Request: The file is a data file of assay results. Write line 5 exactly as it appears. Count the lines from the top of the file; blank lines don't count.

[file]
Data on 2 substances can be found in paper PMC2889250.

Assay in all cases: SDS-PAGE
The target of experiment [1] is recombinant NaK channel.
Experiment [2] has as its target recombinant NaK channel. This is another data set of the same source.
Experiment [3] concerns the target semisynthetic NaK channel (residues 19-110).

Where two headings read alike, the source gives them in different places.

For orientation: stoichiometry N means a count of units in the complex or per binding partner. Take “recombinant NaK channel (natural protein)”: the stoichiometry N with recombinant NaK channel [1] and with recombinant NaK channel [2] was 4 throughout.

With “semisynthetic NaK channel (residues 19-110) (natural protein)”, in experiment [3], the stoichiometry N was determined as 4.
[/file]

Experiment [3] concerns the target semisynthetic NaK channel (residues 19-110).